Earlier this year in the Financial Times (12/13 January 2019) Gideon Rachman wrote an op-ed about Carl Schmitt. As he writes, “Liberalism’s most brilliant enemy is back in vogue”: Chinese legal scholars, Russian nationalists, the far-right in the USA and Germany, plus the far-left in Britain and France, are reading the “premier legal theorist of Nazi Germany”.
Schmitt is not really back in vogue; he has never been out of vogue. It may be that some on the extreme right have recently discovered his reputation and have attached their own fantasies to it. The account that Rachman gives would suggest this: emphasis is given to Schmitt’s scurrilous reputation as a legal apologist for early Nazi atrocities such as the 1934 “Night of the Long Knives”, asserting the pre-eminence of the SS over the SA by murdering scores of the latter, and including for good measure a former German Chancellor. Integrity and consistency are not personal qualities that one can associate with Schmitt; and since these are qualities that lend legitimacy to democratic political order, his personal values and the career shaped out of them are repugnant.
But his liberal and social democratic contemporaries did not not dismiss him for his reputation, as routinely happens today. Before he was the “Crown Jurist for the Third Reich”, he was the most consistent legal critic of the Weimar Republic. By defining sovereignty as “he who decides on the state of exception” – referring to Presidential powers in the Weimar Constitution – and combining this with a definition of politics in terms of “friend” and “foe”, Schmitt articulated basic political principles for arguments about modern democracies and the rule of law. Constitutional and democratic order were during the 1920s argued out in Germany in legal terms by theorists like Hermann Heller, Franz Neumann and Otto Kirchheimer, who sought to rebut Schmitt with legal and constitutional arguments. Both Neumann and Kirchheimer died as Professors of Public Law and Government at Columbia University, in 1954 and 1965 respectively.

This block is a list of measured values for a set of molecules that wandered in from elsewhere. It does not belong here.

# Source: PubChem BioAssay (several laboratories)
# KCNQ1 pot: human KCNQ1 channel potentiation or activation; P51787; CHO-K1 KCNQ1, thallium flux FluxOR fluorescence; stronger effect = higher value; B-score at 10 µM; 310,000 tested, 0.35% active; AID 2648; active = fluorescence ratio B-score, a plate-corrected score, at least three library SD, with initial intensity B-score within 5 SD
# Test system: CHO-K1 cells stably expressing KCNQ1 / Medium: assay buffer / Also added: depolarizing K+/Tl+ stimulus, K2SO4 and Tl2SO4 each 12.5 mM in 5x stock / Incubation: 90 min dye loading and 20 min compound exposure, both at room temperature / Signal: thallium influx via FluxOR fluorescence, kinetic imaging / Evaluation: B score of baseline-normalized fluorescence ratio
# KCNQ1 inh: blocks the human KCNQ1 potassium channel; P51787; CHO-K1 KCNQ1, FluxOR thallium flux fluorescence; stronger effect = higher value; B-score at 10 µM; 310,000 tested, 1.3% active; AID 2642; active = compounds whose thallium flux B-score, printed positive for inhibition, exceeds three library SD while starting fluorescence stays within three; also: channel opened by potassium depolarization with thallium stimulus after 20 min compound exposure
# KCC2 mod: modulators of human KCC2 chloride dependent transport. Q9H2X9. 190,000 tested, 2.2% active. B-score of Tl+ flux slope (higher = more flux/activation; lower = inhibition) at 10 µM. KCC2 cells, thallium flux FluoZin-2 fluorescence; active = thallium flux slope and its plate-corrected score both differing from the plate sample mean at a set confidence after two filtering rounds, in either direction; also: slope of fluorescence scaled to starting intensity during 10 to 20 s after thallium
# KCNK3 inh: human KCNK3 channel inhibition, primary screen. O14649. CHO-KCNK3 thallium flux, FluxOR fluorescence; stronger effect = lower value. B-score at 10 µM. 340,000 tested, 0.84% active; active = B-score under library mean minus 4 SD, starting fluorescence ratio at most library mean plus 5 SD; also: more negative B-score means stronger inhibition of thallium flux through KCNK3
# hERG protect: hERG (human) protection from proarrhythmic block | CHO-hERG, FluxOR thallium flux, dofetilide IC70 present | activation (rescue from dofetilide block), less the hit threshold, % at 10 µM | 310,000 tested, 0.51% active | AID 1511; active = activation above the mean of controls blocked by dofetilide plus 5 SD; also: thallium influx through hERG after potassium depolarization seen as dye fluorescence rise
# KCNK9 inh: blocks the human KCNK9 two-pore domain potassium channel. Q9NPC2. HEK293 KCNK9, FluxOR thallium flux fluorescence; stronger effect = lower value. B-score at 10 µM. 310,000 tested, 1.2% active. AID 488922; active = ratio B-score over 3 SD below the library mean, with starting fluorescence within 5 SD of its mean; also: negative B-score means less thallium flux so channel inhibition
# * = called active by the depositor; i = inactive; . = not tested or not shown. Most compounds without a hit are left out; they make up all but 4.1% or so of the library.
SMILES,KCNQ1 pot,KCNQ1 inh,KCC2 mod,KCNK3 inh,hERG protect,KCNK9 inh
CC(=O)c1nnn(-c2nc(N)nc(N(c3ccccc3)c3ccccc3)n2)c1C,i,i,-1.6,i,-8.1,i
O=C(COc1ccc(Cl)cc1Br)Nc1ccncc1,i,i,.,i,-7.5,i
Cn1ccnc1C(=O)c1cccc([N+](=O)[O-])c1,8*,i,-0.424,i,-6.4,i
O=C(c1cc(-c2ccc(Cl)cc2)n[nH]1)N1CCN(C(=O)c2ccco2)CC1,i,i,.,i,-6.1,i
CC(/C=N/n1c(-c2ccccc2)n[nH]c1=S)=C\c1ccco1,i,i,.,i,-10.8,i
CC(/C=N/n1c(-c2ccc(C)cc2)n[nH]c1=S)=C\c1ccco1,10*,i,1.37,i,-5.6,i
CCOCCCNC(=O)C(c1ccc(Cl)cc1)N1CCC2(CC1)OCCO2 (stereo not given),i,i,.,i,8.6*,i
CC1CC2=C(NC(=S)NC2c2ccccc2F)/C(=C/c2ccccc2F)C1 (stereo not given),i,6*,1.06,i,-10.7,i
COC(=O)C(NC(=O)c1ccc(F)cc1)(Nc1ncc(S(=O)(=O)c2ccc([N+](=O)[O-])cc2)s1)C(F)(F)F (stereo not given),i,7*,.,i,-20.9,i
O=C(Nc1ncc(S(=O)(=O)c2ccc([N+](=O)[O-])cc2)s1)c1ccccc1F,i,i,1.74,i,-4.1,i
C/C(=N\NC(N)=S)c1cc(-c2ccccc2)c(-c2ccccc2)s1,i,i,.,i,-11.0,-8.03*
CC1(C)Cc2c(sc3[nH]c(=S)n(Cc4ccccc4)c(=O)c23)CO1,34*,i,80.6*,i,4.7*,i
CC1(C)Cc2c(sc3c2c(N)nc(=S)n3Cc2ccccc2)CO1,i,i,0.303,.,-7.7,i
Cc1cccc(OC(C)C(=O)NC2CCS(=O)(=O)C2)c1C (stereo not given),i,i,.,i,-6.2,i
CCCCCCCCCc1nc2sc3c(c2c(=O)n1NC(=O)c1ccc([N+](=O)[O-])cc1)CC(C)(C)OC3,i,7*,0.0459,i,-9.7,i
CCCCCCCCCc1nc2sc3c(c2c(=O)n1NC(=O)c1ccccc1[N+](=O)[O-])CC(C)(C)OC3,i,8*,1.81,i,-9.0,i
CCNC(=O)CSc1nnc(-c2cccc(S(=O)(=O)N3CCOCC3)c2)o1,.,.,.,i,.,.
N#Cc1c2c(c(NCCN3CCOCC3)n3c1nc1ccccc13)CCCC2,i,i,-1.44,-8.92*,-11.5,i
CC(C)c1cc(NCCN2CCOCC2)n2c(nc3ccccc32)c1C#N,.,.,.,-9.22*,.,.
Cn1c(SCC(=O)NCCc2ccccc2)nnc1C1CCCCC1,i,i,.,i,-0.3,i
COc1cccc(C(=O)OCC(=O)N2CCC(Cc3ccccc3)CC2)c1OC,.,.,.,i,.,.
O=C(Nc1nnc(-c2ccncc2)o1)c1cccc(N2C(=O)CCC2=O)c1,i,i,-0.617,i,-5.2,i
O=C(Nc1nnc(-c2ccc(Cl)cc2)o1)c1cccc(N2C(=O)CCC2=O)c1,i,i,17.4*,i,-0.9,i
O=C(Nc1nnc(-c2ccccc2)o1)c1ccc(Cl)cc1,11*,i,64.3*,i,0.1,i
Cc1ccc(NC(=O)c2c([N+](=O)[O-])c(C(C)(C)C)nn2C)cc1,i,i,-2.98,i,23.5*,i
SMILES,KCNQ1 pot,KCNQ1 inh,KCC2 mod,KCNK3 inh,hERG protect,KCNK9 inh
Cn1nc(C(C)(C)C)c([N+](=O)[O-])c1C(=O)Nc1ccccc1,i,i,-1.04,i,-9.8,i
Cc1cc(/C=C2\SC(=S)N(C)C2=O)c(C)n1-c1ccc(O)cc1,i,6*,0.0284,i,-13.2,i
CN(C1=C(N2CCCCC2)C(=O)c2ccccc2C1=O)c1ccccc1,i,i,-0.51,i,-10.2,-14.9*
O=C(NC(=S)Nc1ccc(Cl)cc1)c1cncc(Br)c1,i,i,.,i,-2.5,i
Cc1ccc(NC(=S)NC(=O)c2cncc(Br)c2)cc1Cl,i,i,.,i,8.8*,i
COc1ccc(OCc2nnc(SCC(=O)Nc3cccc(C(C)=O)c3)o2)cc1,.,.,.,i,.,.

During the 1980s I read the work of Neumann mainly in connection with his pioneering analysis of National Socialism, published as Behemoth in 1942/1944; I included an essay on this work in my Strategies of Economic Order (1995/2007). However, in 1987 I also published a collection of the legal writings of Neumann and Kirchheimer under the title Social Democracy and the Rule of Law, posing the problem: how can objectives of social justice and democratic order be given a constitutional basis? Here the German conception of Rechtstaatlichkeit is important – the principles informing the rule of law. Today, when as Gideon Rachman so rightly says, democratic principles are under attack, good arguments are needed in their defence. The Brexit saga has demonstrated at tedious length the lamentable ignorance of politicians, both in government and opposition, of what Rechtstaatlichkeit is, and why its principles are central to the defence of democratic order. As ever in Britain, the myth that “there is no British Constitution” is used as an excuse for a refusal to think about political and legal institutions at all.
And Carl Schmitt helps us here. The personal positions he later adopted are repugnant, but the questions that he asked about political order during the 1920s of the first German Republic challenged those seeking to create a secure legal foundation for democratic order. This was all swept away by the Nazis, a minority movement helped into power by an informal coalition formed of right-wing politicians and the KPD. Schmitt forced Neumann and Kirchheimer to focus upon the legal foundations of democratic order; the arguments they made in its defence remain of relevance today. And so I am very glad that my 1987 book has now been reissued by Routledge.